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The anatomy of ejecting a team’s best hitter from the game - A Hunt and Peck

You know what is about to go down...

Milwaukee Brewers v St Louis Cardinals Photo by Dilip Vishwanat/Getty Images

Another Cardinals game, another weird thing happening. Here it is:

Home plate umpire Will Little ejected Matt Carpenter from Tuesday night’s game. Let’s break it down. Here is How to Eject a Team’s Best Hitter From an Important Game During a Playoff Chase, in Five Easy Steps:

Step 1: Make a terrible, no good, very bad call

At risk of sounding like a bitter homer, Will Little’s call was trash. Umpiring is hard, yes. That ball was framed well, which makes it more difficult. But this pitch is called a strike only 4% of the time.

Step 2: Make sure your bad call results in striking the hitter out

Matt Carpenter had worked a 2-2 count to this point. The game was tight: the Cardinals were down but three in the seventh inning, but had no one out and one one. It was a key spot. That is the time to make a bad call.

Step 3: Let him chat with you about it face-to-face

He is going to be angry after he gets rung-up. Let him pump himself up by arguing a little.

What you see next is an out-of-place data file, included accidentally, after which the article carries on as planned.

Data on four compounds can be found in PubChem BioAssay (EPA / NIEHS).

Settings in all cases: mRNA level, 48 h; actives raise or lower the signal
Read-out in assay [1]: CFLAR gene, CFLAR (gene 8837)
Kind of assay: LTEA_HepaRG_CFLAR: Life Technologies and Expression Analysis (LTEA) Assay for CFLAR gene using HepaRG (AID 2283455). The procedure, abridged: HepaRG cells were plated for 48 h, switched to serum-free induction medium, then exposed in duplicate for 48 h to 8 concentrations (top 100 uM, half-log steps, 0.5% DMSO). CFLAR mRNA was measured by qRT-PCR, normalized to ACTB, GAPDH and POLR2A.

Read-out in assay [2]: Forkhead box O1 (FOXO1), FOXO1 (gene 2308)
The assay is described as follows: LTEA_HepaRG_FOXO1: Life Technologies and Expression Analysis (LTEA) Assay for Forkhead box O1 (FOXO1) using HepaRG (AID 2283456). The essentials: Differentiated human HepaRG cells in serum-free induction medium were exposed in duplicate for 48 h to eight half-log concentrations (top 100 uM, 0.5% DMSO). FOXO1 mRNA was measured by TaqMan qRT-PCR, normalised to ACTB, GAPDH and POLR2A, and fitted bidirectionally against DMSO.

Step 4: Throw him out as he is walking away

Now is the moment to shine. Matt Carpenter is furious, but he knows he walks on dangerous ground. Let us review the rules.

Unsportsmanlike conduct is addressed in section six, subsection four of the Major League Baseball Official Rules. Here the part relevant to this discussion:

(a) No manager, player, substitute, coach, trainer or batboy shall at any time, whether from the bench, the coach’s box or on the playing field, or elsewhere:

... (2) Use language which will in any manner refer to or reflect upon opposing players, an umpire, or any spectator;

...PENALTY: The offender shall be removed from the game and shall leave the playing field, and, if a balk is made, it shall be nullified

This is left intentionally vague so as to be up to the discretion of the umpire. To maximize the frustration, the best way to throw out a team’s best hitter is to toss him when the situation is deescalating, when he least expects it.

Step 5: Throw out the manager for good measure

The manager is not going to allow you to not throw him out at this point. This is just a gimme.

See those fans? Hear them? They are clapping for you. Take a moment to enjoy it.

On a more serious note, Matt Carpenter is not completely innocent here. Was that call terrible? Absolutely. Was the umpire a little quick on the draw? Perhaps. But this is an important game in the middle of playoff race. He cannot get thrown out there. He just cannot.

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